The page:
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Bloom's Taxonomy: An Overview

Asking students to think at higher levels, beyond simple recall, is an excellent way to stimulate students' thought processes. Different types of questions require us to use different kinds or levels of thinking.

See a list of verbs for use in lesson plans and discussion questions that correlates to Bloom's levels of thinking.

According to Bloom’s Taxonomy, human thinking skills can be broken down into the following six categories.

  1. Knowledge: remembering or recalling appropriate, previously learned information to draw out factual (usually right or wrong) answers. Use words and phrases such as: how many, when, where, list, define, tell, describe, identify, etc., to draw out factual answers, testing students' recall and recognition.

  2. Comprehension: grasping or understanding the meaning of informational materials. Use words such as: describe, explain, estimate, predict, identify, differentiate, etc., to encourage students to translate, interpret, and extrapolate.

  3. Application: applying previously learned information (or knowledge) to new and unfamiliar situations. Use words such as: demonstrate, apply, illustrate, show, solve, examine, classify, experiment, etc., to encourage students to apply knowledge to situations that are new and unfamiliar.

  4. Analysis: breaking down information into parts, or examining (and trying to understand the organizational structure of) information. Use words and phrases such as: what are the differences, analyze, explain, compare, separate, classify, arrange, etc., to encourage students to break information down into parts.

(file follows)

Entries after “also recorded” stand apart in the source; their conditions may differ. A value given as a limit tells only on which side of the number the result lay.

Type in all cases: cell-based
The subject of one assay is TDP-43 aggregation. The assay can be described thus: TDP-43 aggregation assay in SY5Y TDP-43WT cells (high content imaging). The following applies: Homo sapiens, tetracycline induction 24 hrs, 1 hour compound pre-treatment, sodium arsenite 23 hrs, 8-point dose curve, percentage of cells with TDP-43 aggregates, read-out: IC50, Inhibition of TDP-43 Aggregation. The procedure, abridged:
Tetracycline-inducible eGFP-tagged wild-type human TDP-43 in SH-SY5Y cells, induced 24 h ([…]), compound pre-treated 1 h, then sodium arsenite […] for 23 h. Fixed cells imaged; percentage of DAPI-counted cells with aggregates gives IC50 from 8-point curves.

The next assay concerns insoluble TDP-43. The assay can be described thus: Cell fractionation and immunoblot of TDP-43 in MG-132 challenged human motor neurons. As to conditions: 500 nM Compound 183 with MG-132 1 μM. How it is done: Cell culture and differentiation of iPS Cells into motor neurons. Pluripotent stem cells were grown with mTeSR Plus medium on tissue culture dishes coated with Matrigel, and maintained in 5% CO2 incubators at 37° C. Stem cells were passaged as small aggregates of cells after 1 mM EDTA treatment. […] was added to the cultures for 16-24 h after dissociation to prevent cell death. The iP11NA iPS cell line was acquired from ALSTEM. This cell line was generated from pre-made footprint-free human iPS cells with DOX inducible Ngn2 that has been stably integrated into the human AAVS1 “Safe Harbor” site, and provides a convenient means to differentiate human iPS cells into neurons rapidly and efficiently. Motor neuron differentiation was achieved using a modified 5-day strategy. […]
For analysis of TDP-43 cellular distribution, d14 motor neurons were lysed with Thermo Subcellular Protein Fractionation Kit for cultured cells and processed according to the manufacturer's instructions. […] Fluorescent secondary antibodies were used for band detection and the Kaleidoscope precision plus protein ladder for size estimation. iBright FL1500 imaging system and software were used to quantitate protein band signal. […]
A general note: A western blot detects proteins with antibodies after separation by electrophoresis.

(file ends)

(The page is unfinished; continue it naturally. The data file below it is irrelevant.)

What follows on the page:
5. Synthesis: applying prior knowledge and skills to combine elements into a pattern not clearly there before. Use words and phrases such as: combine, rearrange, substitute, create, design, invent, what if, etc., to encourage students to combine elements into a pattern that's new.

  6. Evaluation: judging or deciding according to some set of criteria, without real right or wrong answers. Use words such as: assess, decide, measure, select, explain, conclude, compare, summarize, etc., to encourage students to make judgements according to a set of criteria.

Highlights

Videos
Do your students love videos? We have a growing collection of videos (including related activities) for holidays and events, including: women's history, Memorial Day, Independence Day, slavery & the Civil War, U.S. Presidents, handwashing awareness, the Common Core, American History, and the environment. Enjoy!

May Calendar of Events
May is full events that you can incorporate into your standard curriculum. Our Educators' Calendar outlines activities for each event, including: Backyard Games Week (5/18-25), Buy a Musical Instrument Day (5/22), and Memorial Day (5/25). Plus, celebrate Asian-Pacific-American Heritage Month, Inventors Month, Physical Fitness & Sports Month, and Water Safety Month!

Teaching with Comics: Galactic Hot Dogs
Reach reluctant readers and English-language learners with comics! Our original teaching guides to the Galactic Hot Dogs comic series (chapters 1-4 and 5-8), as found on Funbrain.com, will take students on a cosmic adventure while engaging their creative minds. Plus, find even more activities for teaching with comics, featuring many other classic stories.

Now available: Galactic Hot Dogs in print! Buy it at bookstores now.

Poptropica Teaching Guides
Poptropica is one of the Internet's most popular sites for kids—and now it's available as an app for the iPad! It's not just a place to play games; each of the islands featured on the site provides a learning opportunity. Check out our teaching guides to four of Poptropica's islands: 24 Carrot Island, Time Tangled Island, Mystery Train Island, and Mythology Island.


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